Two additional problems were reported in the April 1985 issue of The Journal of Petroleum Technology pages 691 to 695. In the case of sour wells it is apparent that any ferric iron present can oxidize sulfides to insoluble elemental sulfur deposits. Also, ferrous iron can form insoluble ferrous sulfides as the acid spends. This can be quite plugging and the use of chelating agents is required to minimize this latter effect. An effective reducing system is recommended to minimize all other iron problems.

The most recent art noted is that of U.S. Pat. No. 4,679,631, wherein dihydroxy maleic acid or its salts combined with gluconodeltalactone or boric acid or boric salts is found to be a reducing agent for ferric iron in fracturing fluids. The same composition is described as a complexing agent for ferric iron in acidizing fluids. No reference to the effectiveness of the composition in preventing the iron asphaltene precipitation in acid was made but it is logical to expect it to be negligible.

It is apparent then, that from current art, the best known methods of preventing ferric iron problems including iron asphaltene precipitation is through the use of erythorbates (ascorbic acid, erythorbic acid and their salts), or alternatively the use of sulfosalicylic acid.

Numerous tests by the inventors with Canadian crude have shown that while erythorbates are quite effective in preventing sludge in 10% hydrochloric acid and low concentrations of ferric iron their effectiveness drops off rapidly as the acid strength increases to 15%. As a result, excessive amounts of erythorbates must be used to control iron asphaltene sludge in 15% hydrochloric acid. In addition, erythorbates are unstable in hydrochloric acid and degrade fairly rapidly to tarry solids. The rate of degradation increases dramatically as the temperature of the acid is raised. This is a particularly serious problem when a staged acid treatment is being carried out. In this case, packers must be set and released across sections of the zone to be stimulated and generally small volumes of acid are injected during each stage. The acid in those cases can remain at reservoir temperature for one or more hours. During this time degradation of the erythorbates would most certainly occur, thereby limiting their use in deep well acidizing.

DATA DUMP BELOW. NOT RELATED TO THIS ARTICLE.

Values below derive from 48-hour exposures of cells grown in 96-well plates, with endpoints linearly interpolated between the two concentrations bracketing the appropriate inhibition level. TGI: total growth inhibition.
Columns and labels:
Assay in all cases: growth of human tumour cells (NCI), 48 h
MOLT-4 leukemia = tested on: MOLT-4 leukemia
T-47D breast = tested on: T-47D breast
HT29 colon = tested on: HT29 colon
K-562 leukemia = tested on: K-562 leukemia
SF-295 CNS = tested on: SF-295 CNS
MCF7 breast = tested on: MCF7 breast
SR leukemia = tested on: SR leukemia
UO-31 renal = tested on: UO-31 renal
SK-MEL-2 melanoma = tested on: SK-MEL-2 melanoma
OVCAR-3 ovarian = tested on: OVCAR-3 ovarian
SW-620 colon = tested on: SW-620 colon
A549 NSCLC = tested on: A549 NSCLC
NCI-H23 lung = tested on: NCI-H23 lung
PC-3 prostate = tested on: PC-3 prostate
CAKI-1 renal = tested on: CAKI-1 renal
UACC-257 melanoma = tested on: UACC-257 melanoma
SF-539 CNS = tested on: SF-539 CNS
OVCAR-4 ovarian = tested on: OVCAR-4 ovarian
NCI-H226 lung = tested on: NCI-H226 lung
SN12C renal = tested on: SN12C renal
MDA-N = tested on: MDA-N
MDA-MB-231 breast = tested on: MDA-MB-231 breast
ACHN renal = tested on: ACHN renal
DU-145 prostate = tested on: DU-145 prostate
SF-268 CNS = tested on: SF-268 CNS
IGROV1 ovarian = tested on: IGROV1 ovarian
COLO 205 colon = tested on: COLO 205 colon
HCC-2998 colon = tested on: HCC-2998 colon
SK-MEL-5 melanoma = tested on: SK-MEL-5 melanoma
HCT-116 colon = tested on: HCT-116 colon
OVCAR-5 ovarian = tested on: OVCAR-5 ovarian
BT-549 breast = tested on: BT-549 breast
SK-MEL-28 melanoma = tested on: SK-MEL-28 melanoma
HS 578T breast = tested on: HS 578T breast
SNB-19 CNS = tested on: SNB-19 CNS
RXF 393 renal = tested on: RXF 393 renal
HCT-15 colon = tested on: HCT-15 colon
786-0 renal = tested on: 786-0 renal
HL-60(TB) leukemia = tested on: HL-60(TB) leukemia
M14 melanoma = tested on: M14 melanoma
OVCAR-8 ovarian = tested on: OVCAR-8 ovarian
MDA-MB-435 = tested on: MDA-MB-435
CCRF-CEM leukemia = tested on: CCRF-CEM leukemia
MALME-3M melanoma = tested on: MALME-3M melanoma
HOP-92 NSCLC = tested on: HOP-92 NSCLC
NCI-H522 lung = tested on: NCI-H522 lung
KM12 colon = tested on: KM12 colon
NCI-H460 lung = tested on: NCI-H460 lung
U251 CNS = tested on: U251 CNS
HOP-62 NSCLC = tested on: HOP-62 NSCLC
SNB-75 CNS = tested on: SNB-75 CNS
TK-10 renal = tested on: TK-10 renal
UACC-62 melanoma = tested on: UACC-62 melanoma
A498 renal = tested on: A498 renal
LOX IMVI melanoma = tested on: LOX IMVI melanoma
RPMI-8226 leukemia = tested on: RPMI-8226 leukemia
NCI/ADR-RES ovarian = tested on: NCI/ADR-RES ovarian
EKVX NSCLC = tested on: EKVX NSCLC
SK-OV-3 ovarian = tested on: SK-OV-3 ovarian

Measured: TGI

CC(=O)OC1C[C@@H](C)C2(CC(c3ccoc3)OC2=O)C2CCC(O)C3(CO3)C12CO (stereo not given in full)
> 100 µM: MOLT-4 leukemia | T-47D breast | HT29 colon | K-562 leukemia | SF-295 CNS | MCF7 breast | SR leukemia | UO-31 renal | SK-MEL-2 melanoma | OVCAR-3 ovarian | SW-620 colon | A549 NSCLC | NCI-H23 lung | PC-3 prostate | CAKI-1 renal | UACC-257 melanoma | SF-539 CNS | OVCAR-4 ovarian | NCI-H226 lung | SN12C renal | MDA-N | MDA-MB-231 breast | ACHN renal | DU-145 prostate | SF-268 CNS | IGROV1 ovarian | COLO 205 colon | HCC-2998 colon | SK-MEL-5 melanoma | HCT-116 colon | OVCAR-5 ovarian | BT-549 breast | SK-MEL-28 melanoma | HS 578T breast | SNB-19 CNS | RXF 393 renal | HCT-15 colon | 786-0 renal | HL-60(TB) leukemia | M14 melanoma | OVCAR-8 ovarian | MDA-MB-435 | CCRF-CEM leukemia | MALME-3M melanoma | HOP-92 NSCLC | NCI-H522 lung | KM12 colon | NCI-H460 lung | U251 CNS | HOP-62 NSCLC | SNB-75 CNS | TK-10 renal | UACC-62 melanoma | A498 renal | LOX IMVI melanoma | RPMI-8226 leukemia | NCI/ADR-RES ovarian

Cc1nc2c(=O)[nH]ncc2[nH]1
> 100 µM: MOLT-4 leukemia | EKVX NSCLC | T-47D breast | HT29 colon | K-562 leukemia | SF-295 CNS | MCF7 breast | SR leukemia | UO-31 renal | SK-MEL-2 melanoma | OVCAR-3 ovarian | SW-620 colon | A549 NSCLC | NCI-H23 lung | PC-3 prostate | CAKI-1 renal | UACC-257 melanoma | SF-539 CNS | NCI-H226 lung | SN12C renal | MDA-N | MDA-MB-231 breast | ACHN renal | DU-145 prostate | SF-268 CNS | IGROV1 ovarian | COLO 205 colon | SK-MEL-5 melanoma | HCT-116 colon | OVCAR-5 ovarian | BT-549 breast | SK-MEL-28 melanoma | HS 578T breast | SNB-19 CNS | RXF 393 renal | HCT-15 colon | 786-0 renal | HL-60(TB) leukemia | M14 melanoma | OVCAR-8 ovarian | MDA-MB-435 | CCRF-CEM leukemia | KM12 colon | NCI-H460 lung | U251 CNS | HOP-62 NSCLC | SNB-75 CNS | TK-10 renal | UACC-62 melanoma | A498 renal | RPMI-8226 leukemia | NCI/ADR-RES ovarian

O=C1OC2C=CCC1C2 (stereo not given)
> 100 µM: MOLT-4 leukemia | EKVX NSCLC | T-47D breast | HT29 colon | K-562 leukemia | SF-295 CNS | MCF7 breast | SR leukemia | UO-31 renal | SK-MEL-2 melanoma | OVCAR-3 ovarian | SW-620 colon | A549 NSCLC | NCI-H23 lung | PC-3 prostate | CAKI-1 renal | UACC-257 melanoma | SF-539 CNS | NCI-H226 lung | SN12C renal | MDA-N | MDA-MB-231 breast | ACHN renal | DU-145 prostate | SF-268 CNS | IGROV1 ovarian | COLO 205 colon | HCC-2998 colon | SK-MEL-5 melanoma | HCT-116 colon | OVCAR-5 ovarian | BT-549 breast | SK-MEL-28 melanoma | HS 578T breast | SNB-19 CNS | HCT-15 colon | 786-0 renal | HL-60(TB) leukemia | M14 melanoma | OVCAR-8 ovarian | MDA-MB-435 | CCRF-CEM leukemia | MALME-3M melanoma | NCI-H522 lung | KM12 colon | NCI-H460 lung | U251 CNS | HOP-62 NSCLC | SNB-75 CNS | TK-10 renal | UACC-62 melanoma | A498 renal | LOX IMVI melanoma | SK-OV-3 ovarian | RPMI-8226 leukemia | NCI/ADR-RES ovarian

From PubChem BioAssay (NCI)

Sulfosalicylic acid on the other hand has been found ineffective in preventing iron asphaltene sludge in 15% hydrochloric acid with the Canadian oils tested. It is desirable in most instances to use 15% hydrochloric acid or higher to provide for increased penetration of live acid into the formation while minimizing the amount of spent acid that has to be produced back (unloaded) following the treatment.

There is therefore a need for more acid stable and effective agents for controlling the iron induced sludging of oils during acidizing.

SUMMARY OF INVENTION

The invention comprises an improved method of controlling iron precipitation and additive incompatibilities during conditions involved in the acid treatments of wells. It involves the use of a select catalytic agent along with a select reducing agent to obtain the reduction of ferric iron to ferrous iron required to prevent the formation of iron precipitation products during well acid treatments. The use of catalytic agents such as transition metal ions, iodide ions, etc. as a means of speeding up thermodynamically favourable but kinetically slow electrochemical oxidation and reduction reactions is practiced in many analytical methods and chemical processes. Its use as a means of obtaining the maximum reduction of ferric iron from a reducing agent during acid well treatments however, is novel and provides an extremely effective means of solving iron precipitation problems.

Thus, the present invention comprises a process of reducing sludge formation during the acid treatment of a subterranean formation with a treatment acid, comprising adding to the acid solution used for such treatment